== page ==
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June 20, 2005

The Bubble Bubble

Economistbrick300

Maybe it’s supposed to be a brick –  but a brick is solid.

Maybe it’s supposed to be a concrete block  — but a concrete block has a two hollow cells in the middle.

Maybe it’s supposed to be a basement extruded from the ground with the house removed — but a basement wouldn’t have sloping interior sides.

Or, maybe it’s something else.  Maybe a trough.  Yes, a real estate trough!

If there is no way to tell what this thing is, it could be because the
event everyone is predicting has been granted substance without a form.
At this point, it seems there isn’t a major news publication that hasn’t
gone on record as predicting a housing meltdown. In a funny way,
however, the media obsession only exemplifies a reverse version of the
same group think that took hold during the dot com mania. Only in this
case, the only thing certain is that the sky will fall.

If this brick-like thing indicates confusion about the nature of the
catastrophe, its altitude suggest just as much ambiguity about its
timing.

Consider the height of this object. Because the viewer is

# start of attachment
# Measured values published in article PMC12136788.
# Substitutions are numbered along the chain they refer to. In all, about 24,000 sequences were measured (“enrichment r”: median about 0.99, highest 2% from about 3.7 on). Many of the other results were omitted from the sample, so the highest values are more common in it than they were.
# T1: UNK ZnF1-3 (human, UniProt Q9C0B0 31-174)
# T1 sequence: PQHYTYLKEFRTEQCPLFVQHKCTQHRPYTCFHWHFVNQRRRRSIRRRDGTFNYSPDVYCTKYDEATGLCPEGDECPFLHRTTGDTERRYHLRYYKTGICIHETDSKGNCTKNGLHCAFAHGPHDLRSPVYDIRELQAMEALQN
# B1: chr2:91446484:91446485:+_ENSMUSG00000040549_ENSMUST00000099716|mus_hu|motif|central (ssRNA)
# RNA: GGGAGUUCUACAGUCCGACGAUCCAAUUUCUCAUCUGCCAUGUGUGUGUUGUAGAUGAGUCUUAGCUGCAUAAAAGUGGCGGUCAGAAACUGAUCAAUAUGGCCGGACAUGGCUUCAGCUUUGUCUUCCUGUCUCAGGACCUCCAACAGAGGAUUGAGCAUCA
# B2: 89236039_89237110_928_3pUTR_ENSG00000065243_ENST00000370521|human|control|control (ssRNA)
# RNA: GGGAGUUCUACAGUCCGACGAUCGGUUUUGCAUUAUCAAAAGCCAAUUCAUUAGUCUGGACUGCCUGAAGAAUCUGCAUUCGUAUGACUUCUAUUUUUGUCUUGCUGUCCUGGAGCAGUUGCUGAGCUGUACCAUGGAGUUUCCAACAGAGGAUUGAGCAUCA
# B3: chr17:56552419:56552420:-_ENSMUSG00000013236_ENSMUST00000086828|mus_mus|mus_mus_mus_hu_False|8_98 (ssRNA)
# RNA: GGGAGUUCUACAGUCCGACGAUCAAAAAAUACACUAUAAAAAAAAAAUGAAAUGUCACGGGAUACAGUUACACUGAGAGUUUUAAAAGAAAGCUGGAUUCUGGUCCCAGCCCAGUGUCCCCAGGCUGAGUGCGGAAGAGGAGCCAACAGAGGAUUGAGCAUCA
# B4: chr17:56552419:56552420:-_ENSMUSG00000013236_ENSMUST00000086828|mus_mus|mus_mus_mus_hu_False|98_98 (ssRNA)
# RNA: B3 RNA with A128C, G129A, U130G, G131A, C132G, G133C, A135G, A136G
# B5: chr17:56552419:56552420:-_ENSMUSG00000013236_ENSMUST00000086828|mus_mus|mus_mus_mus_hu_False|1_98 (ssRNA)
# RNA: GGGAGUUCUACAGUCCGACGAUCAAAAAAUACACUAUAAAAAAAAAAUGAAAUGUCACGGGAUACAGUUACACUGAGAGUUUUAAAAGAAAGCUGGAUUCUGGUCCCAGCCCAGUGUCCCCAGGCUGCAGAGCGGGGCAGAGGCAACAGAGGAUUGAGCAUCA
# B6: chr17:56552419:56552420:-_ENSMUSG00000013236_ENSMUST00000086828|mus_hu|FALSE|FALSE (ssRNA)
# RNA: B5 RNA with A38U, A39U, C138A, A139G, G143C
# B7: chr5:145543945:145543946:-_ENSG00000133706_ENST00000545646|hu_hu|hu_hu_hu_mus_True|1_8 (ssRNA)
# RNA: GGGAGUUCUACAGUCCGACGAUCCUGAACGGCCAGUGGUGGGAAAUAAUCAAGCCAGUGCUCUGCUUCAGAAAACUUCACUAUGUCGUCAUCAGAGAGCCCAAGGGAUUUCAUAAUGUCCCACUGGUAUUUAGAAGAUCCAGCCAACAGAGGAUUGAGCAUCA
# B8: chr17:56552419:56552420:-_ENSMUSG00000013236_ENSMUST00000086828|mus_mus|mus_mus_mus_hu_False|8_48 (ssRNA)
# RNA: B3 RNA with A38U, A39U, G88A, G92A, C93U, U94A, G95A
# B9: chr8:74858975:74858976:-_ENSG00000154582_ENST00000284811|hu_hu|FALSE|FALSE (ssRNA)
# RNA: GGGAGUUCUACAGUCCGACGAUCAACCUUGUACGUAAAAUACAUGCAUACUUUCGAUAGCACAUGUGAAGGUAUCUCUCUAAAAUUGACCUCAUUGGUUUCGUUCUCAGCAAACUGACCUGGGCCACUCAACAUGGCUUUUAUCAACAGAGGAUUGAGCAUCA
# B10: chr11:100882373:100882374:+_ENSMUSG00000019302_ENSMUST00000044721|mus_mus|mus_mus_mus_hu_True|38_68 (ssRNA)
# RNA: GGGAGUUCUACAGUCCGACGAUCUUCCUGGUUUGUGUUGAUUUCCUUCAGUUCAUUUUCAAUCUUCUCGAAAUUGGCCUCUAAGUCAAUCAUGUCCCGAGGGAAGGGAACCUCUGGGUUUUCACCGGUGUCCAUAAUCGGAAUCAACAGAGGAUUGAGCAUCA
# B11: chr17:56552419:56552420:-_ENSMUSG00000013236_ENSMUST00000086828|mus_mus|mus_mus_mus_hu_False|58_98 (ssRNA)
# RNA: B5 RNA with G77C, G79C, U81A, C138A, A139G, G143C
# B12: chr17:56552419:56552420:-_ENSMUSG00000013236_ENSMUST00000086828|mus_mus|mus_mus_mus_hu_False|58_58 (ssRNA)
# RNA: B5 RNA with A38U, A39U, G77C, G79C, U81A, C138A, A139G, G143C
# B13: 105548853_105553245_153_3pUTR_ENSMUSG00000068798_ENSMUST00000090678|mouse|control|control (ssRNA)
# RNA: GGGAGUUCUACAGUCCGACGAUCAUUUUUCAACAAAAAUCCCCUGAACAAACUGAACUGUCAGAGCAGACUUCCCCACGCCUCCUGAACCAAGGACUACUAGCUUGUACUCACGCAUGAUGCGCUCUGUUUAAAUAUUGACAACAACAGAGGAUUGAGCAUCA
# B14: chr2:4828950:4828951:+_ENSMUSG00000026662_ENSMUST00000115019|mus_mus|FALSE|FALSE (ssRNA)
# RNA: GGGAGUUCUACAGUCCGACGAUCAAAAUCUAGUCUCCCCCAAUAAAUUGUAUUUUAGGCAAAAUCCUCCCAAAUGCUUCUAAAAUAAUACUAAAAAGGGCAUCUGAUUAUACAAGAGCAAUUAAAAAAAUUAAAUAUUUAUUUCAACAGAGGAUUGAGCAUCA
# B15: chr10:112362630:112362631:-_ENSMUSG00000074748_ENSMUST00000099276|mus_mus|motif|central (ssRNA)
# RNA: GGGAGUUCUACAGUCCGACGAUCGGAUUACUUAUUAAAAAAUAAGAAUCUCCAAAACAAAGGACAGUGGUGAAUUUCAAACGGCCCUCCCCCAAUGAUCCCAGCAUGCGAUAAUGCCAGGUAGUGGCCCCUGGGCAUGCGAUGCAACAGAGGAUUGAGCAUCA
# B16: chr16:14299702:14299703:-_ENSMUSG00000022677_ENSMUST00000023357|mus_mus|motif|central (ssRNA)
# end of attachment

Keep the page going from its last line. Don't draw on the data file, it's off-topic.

situated at eye level with the clouds, and the thing is even higher
than that, this object is pretty high. (It’s like you were sitting in
the window seat of a large passenger jet and this was your view out of
the window.) The suggestion is that the meltdown might still be far
from hitting the ground.

As much as there is concern for the housing market, however, what these
incessant predictions are really about is fear. But not fear for the
housing market specifically, so much as the fear that yet another blow
might befall America that would once again catch people "out of the
know."

What I think TE really should have put on this cover
was not a building material-like object, but an actual bubble. Because
that is what people are expecting to burst. As a general defense, the
country has embraced the fantasy that nothing bad can happen — just as
long as we name the threat in advance, and then expect it to arrive.

(image: The Economist Magazine. June 18, 2005)

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